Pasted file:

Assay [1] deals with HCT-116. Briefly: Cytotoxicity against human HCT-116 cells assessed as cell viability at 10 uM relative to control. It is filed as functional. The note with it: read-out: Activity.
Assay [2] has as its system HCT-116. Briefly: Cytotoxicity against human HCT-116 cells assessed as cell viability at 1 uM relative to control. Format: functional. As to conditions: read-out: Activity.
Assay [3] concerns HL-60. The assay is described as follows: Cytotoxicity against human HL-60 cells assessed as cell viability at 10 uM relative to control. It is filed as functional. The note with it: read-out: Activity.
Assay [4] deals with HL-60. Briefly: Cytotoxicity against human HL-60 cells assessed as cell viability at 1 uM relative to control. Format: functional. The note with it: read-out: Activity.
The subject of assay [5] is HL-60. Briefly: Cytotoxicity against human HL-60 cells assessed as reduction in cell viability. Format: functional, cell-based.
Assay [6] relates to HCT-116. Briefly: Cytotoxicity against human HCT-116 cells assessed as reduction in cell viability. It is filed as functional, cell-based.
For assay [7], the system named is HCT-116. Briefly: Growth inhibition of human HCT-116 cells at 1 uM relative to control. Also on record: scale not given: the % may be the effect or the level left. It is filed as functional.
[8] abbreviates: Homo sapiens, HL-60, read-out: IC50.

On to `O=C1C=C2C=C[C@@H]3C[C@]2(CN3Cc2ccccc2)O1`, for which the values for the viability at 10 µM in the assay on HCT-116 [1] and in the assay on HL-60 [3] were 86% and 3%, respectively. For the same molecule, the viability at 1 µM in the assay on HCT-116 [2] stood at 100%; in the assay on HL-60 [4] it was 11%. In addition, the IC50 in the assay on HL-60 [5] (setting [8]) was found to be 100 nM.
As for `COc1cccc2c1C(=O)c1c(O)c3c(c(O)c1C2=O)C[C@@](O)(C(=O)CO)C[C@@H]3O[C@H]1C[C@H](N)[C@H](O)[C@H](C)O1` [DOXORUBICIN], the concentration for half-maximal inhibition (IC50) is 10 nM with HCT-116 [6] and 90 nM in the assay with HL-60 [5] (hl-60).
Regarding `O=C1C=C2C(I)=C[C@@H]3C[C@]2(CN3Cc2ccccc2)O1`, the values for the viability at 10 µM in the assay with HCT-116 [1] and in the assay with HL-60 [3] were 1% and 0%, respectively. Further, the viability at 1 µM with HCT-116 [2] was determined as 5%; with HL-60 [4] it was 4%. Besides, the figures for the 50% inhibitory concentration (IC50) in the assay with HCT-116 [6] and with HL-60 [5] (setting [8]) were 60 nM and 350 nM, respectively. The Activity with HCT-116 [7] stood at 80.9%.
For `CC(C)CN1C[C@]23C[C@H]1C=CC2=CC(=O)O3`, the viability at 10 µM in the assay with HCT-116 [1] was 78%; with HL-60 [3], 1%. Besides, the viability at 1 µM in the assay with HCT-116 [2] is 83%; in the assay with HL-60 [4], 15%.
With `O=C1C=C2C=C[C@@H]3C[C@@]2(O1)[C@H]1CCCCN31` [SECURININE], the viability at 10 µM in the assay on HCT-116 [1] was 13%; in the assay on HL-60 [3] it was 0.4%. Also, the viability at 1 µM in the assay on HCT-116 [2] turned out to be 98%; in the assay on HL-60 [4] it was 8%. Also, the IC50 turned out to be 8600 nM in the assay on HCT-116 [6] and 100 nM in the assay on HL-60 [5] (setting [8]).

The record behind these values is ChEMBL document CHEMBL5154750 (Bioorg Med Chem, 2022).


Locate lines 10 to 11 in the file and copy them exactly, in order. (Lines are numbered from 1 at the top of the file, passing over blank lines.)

As for `COc1cccc2c1C(=O)c1c(O)c3c(c(O)c1C2=O)C[C@@](O)(C(=O)CO)C[C@@H]3O[C@H]1C[C@H](N)[C@H](O)[C@H](C)O1` [DOXORUBICIN], the concentration for half-maximal inhibition (IC50) is 10 nM with HCT-116 [6] and 90 nM in the assay with HL-60 [5] (hl-60).
Regarding `O=C1C=C2C(I)=C[C@@H]3C[C@]2(CN3Cc2ccccc2)O1`, the values for the viability at 10 µM in the assay with HCT-116 [1] and in the assay with HL-60 [3] were 1% and 0%, respectively. Further, the viability at 1 µM with HCT-116 [2] was determined as 5%; with HL-60 [4] it was 4%. Besides, the figures for the 50% inhibitory concentration (IC50) in the assay with HCT-116 [6] and with HL-60 [5] (setting [8]) were 60 nM and 350 nM, respectively. The Activity with HCT-116 [7] stood at 80.9%.